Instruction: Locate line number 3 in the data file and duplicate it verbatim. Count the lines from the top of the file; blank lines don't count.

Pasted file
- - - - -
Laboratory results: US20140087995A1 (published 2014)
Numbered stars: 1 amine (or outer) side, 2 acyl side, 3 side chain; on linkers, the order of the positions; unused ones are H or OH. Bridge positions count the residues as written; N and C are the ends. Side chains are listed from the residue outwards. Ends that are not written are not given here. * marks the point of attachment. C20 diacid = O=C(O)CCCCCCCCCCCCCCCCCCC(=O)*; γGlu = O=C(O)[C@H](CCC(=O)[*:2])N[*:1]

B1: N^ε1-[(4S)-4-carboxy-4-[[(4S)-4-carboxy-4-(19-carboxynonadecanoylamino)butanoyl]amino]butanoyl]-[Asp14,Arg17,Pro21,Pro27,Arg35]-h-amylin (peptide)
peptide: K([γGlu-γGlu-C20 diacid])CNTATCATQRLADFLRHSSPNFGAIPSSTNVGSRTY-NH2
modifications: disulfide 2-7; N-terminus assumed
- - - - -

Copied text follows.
B1: N^ε1-[(4S)-4-carboxy-4-[[(4S)-4-carboxy-4-(19-carboxynonadecanoylamino)butanoyl]amino]butanoyl]-[Asp14,Arg17,Pro21,Pro27,Arg35]-h-amylin (peptide)